Amaro, Joao L., Macharelli, Carlos A., Yamamoto, Hamilto, Kawano, Paulo R., Padovani, Carlos R., & Agostinho, Aparecido D.. (2009). Prevalence and risk factors for urinary and fecal incontinence in brazilian women. International braz j urol, 35(5), 592-598. https://doi.org/10.1590/S1677-55382009000500011
The study of prevalence and risk factors of urinary and fecal incontinence in women is very important to establish preventive strategies. There are different epidemiological studies showing wide variability in the results, probably related to the lack of uniform methodological criteria to evaluate urinary incontinence (UI).
UI is a worldwide public health problem that affects thousands of women, and causes serious socio-economic impact. It can also influence quality of life (1,2) or lead to isolation and depression (3).
Aging, menopause, pregnancy and delivery (2) as well as obesity (5,6) are considered important risk factors to develop stress urinary incontinence (SUI).
Fecal incontinence (FI) is characterized by liquid or solid feces loss, and can originate from neuromuscular lesions of the pelvic floor muscle. A recent study showed a 19.7% incidence in women with gynecological problems (7).
The prevalence of fecal and urinary incontinence in women has been studied around the world. However, there are few reported studies regarding developed countries, with a variation between 29 and 75% in the incidence of SUI (8). To our knowledge no study showing UI prevalence in Brazilian women has to date been reported. However, Guarisi et al. observed SUI prevalence in 35% of cases in a population of exclusively climacteric women (9).
Therefore, there are few reported studies, in Brazil, with an appropriate design to detect this pathology. This study aimed to determine fecal and UI prevalence and risk factors to develop UI in women who lived in Botucatu, an averaged-size Brazilian town, whose population represents a Brazilian ethnic composition.
Materials and Methods
The study evaluated 685 women older than 20 years-old living in Botucatu. For the sample calculation, the data bank of SEADE Foundation (10) was used to obtain the number of those women who were within the age limit proposed in the study. A stratified simple random sampling of 685 women, representative and proportional to the studied age limit, was obtained out of 34,066 women.
All women, randomly selected, answered a clinical evaluation questionnaire. All participants were visited and informed about the research, and, if they agreed to participate, they signed the free informed consent approved by the Ethical Research Board of the Botucatu Medical School. This questionnaire was previously tested (11) and used for question evaluation, the verification and women’s acceptance, as well as for interviewer training.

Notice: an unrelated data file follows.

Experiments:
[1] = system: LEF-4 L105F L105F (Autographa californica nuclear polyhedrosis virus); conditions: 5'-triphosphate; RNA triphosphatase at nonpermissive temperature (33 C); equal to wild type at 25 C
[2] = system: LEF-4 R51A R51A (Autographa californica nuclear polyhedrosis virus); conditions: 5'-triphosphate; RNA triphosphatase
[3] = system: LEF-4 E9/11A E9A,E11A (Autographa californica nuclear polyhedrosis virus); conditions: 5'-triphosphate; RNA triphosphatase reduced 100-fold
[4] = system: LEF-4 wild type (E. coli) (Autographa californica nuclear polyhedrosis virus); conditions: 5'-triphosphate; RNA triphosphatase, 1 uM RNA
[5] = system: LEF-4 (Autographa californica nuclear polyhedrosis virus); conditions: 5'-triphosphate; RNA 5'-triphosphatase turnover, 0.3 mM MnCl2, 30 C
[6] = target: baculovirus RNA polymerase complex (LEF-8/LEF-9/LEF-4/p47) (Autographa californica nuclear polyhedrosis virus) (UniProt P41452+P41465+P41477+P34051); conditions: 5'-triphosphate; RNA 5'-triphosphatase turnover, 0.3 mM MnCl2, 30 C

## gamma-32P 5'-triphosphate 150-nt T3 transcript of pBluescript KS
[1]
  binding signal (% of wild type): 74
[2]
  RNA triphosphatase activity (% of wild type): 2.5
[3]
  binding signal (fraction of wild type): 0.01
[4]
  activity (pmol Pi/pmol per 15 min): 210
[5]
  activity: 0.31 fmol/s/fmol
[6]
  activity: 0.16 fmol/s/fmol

The selected women participated in two different phases, firstly they were previously sent a sealed envelope and a clinical questionnaire by mail that had to be completed and sent back to the researchers. In the second phase, 30 days later, all selected women were interviewed in their homes by previously trained interviewers. No patient refused to answer the questionnaire, which was divided into three different parts: 1- Identification; 2- Specific evaluation of symptoms such as the relationship between strength, urinary and fecal loss, circumstances of urine loss, obstetric history, problems regarding urine storage and surgical history; 3- Psycho-social effects of disease.
Body mass index (BMI), obtained through the questionnaire, was calculated and classified according to Garrow et al. (12).
Any urine loss was considered urinary incontinence, and fecal loss was considered any loss, either solid or liquid, in the previous year. Urinary incontinence intensity was evaluated considering the circumstances of loss, that is, mild at extreme stress (cough, carrying weight), moderate at medium stress (running, going up and down stairs) and severe at minimum stress (walking, change in a lying position).
The women were divided into two groups according to the presence or absence of urine loss: group G1 (n = 500) with women without urine loss and group G2 (n = 185) with urine loss.
Considering the quantitative variables of groups (age, micturition number, pregnancies and BMI), the Student’s t-test was used for independent samples (13). As for group associations with qualitative variables (categorized), the Goodman test was used for contrasts in the multinomial population (14). The multivariable logistic regression analysis of urinary incontinence was performed as regards variables: vaginal delivery, aging, number of pregnancy and BMI (15). Differences were considered significant when the p value was < 0.05.
The clinical evaluation questionnaire was answered and sent back to the researcher in 18% (121/685) of cases, which prevented the comparative analysis with the individuals interviewed at home.
UI prevalence was 27%, and 15% of the incontinent women had urine loss at minimum stress; urgency was associated with 58% of cases. Among the women with UI, 36% reported the use of 2.7 pads per day, on average. Urine loss was related to childbirth in 30% of cases (56/185), to pregnancy in 9% (16/185) and without apparent cause in 61% (113/185).
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